Thursday Sampler: Conspiracy of Lies

A man who has died is no longer afraid to die. Graveyards are filled with men who were afraid. Read an excerpt from my historical espionage thriller, Conspiracy of Lies.

It was the race for the bomb. America was at war a long way from home.

Hitler’s war machine was storming across Europe. Russia feared the German threat and secretly wanted to become a world power, more feared than it already was. All three nations knew that whoever split the atom and developed the Atomic Bomb first would rule the world.

A stealth operation within the U. S. Government dispatched their man with no memory to Los Alamos where physicists, chemists, and scholars were frantically trying to build the bomb.

Ambrose Lincoln was himself a human experiment, a man whose mind had been erased by electronic shock treatments because the rogue operation believed he could be more effective if he wasn’t shackled by fears and memories of the past.

It would be his duty to uncover and silence those who were stealing America’s most vital secrets and selling them to Russia and Germany. If he fails the United States might well lose the war, and Lincoln finds himself embedded in a conspiracy of lies where nothing is as it seems to be.


THE LIMOUSINE WAS long, black, and empty with the exception of the driver, and he had obviously been paid to drive and not talk. He looked military but had no doubt fought in a war that most had already forgotten, if anybody had ever known about it at all. He was tall and as thin as an M-1 rifle. His face bore too many scars, and his bald head had been well polished with oil. He wore sunglasses even though the sun had fallen behind a ridge of distant mountains. The desert had become purple, streaked with the last rays of sunlight and darkened by the shadows.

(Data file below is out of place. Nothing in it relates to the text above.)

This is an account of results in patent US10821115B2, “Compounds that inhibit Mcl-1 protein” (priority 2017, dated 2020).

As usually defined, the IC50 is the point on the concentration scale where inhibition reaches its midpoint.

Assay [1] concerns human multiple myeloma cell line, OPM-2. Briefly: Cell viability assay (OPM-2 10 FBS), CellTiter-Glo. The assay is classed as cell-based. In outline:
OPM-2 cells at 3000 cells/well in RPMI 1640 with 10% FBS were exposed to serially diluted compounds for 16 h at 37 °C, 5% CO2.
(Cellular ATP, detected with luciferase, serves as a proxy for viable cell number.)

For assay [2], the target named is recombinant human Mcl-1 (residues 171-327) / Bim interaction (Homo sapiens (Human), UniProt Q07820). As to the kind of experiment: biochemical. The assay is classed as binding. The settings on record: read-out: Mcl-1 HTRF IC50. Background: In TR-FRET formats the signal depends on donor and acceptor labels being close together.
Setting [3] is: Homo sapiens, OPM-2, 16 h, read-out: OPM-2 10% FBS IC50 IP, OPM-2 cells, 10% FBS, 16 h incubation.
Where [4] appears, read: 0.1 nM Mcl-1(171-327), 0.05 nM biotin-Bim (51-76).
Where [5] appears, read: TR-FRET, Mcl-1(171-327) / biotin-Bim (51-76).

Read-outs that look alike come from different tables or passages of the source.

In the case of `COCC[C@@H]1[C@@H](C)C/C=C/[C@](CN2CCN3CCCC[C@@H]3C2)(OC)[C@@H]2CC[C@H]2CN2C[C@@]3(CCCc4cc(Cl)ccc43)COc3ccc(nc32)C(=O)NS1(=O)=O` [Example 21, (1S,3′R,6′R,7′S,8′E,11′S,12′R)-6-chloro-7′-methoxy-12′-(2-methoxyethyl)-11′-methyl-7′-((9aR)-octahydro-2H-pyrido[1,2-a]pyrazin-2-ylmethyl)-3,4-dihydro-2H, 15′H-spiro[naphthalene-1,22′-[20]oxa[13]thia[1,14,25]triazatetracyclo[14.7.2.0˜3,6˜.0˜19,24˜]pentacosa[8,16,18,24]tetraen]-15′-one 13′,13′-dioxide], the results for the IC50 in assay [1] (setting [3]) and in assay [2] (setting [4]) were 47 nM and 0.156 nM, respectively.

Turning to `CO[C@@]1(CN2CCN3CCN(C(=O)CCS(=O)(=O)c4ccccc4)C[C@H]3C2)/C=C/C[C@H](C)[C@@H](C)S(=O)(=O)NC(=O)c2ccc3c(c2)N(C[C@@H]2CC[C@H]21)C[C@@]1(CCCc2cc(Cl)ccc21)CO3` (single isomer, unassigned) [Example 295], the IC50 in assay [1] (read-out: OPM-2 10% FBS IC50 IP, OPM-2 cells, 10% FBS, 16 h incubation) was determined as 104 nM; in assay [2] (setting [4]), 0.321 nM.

Ambrose Lincoln nodded when he climbed into the limousine.

The driver grunted.

The limousine was on the move by the time the back door slammed shut.

Lincoln opened the briefcase. It held what he had expected, a Walther P38 9mm pistol, manufactured in Germany. The handgun found all sorts of ways to enter the United States, some legal, some otherwise.

He recognized it immediately.

He had no idea whether or not he had ever fired one but figured he had.

He closed his eyes and thought back in time. The days before today. The years before today. For Ambrose Lincoln, it was a short journey. His mind was a landscape that had been torn into small pieces and tossed into the wind.

His instincts remembered everything.

His mind was little more than a charred remnant that lay in smoldering ruins, as if a wildfire had swept through his brain and, perhaps, it had. The electrodes had erased everything.

It’s best that you don’t remember. It’s best that you never know.

That’s what the voice said.

A man with an empty past is not afraid of tomorrow. A man who has died is no longer afraid to die. Graveyards are filled with men who were afraid.

The voice was harsh.

And brittle.

Lincoln shoved the pistol into his belt, just beneath the small of his back, and watched darkness stalk the distant side of the desert. A chilled wind cut through the sparse grasses of a volcanic landscape. A half moon hung crookedly atop the crest of the mountains. One lonely star hung beneath the moon as though it were held in the sky by a single thread of twine.

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